New York City’s most dazzling, dizzying wonderland of holiday lights and decorations radiates cheer far from the crowds at Rockefeller Center and the department store windows on Fifth Avenue. For the past few decades, residents of the Dyker Heights neighborhood in Brooklyn have made a tradition of covering nearly every square inch of their properties with inflatable cartoon characters, three-story nutcrackers, life-sized nativity crèches, and a blinding, blinking, bewildering sea of lights. Many of the surrounding blocks have an impressive display or two, so as you drive in or walk from the subway you may think “this must be it” a few times, but that’s only a hint of what awaits you on the core blocks, and when you get there, you’ll know it. At peak times the most popular block, 84th St between 11th and 12th Avenues, closes to car traffic, and a vendor sells hot chocolate, a welcome antidote for wandering (or standing open-mouthed in awe) in December temperatures.
Insider Tip: For the best chance of seeing everything, plan your visit for a weekend sometime between mid-December and New Year’s Eve, and go between 5 and 9pm. Head for 83rd through 86th streets, between 11th and 13th avenues. Be prepared to do some walking, including up and down moderate hills. To avoid a long walk to a subway station or a parked car (because you won't get a spot anywhere near the epicenter), consider joining a bus tour. And be sure to wear warm clothing, including touch screen gloves, because you are going to want to be able to take a constant stream of photos and videos without losing a finger to frostbite. .—Rebecca Baer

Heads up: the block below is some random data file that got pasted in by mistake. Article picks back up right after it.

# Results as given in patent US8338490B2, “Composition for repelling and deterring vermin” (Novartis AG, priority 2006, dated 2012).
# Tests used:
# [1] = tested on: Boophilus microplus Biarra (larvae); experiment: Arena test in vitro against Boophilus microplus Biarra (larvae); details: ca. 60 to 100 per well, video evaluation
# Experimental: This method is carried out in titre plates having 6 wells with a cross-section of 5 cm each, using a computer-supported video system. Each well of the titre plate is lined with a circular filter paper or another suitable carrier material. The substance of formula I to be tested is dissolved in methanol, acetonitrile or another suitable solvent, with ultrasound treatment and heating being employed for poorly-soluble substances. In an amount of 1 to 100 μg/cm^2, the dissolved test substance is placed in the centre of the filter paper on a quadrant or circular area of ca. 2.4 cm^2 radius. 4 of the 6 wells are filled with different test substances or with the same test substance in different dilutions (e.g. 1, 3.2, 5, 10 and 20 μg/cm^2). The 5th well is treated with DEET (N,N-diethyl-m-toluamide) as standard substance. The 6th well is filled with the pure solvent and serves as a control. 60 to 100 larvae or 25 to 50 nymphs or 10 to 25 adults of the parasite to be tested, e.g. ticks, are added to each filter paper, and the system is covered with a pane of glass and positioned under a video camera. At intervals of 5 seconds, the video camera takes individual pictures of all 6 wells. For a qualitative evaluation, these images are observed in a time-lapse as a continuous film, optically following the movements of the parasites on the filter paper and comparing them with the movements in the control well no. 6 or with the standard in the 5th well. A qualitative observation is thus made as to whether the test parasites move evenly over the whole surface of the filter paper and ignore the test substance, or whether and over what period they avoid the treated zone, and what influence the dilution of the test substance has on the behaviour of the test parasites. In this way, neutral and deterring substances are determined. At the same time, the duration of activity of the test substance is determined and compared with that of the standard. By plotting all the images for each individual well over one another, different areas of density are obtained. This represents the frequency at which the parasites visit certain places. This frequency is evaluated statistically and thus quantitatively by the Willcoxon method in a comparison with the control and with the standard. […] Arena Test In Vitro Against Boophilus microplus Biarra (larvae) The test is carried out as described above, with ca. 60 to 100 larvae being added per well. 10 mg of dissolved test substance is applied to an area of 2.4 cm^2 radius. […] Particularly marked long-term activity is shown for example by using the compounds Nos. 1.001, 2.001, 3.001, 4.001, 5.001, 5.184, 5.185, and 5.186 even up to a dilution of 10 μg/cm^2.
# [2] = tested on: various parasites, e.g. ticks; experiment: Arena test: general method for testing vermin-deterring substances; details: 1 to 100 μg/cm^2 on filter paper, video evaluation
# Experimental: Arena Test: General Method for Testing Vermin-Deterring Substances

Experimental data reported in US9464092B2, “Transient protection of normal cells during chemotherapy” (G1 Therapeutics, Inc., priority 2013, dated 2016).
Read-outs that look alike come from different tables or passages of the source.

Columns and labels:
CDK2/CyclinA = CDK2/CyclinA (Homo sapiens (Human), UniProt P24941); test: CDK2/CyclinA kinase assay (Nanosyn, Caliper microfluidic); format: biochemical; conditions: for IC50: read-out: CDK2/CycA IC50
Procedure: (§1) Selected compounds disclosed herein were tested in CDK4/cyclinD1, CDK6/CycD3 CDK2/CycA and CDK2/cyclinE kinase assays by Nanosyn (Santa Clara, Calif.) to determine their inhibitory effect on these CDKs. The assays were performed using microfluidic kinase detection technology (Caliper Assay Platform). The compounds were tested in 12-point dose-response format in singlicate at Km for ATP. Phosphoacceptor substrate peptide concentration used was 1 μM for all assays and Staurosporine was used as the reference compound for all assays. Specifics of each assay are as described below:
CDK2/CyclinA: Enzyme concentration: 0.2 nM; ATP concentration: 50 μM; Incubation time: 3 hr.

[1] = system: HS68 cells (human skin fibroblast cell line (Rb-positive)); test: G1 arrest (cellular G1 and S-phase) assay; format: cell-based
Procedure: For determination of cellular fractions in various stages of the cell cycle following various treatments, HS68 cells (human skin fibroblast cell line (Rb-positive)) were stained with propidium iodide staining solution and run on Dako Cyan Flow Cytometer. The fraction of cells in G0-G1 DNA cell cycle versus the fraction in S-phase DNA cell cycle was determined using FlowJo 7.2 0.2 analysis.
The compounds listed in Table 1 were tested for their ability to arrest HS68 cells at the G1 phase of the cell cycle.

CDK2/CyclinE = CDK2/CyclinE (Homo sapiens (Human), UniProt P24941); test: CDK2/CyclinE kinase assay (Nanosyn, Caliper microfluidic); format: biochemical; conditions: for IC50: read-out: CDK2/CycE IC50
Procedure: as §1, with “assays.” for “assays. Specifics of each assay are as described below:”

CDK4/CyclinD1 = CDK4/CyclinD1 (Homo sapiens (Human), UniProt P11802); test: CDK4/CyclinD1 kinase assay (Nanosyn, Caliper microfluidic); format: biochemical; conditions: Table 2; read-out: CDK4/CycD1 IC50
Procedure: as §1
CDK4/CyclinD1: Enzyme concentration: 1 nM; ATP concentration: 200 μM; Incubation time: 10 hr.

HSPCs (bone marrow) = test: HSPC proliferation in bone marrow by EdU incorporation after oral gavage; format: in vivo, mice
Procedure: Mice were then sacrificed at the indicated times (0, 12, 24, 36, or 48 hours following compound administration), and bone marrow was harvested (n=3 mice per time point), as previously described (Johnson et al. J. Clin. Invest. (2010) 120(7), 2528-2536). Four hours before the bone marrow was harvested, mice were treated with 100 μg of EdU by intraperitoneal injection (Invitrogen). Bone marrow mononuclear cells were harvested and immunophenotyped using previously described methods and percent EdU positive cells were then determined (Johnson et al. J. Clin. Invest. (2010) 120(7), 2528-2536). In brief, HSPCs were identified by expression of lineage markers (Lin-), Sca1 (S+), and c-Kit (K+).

Candy canes, reindeer, and penguins aplenty.
Forget white lights – you’ll see purple, blue, and magenta trees.
Dogs love Christmas too.
Green lights on trees lend a tropical vibe to the cold Brooklyn night.
Houses are done up in lights and wreaths.
Santa statues range from kitschy to terrifying.
Snowflakes and bows add a final touch.
An army of nutcrackers in all shapes and sizes.
Christmas isn’t complete without a nativity scene.
A snowflake in every window.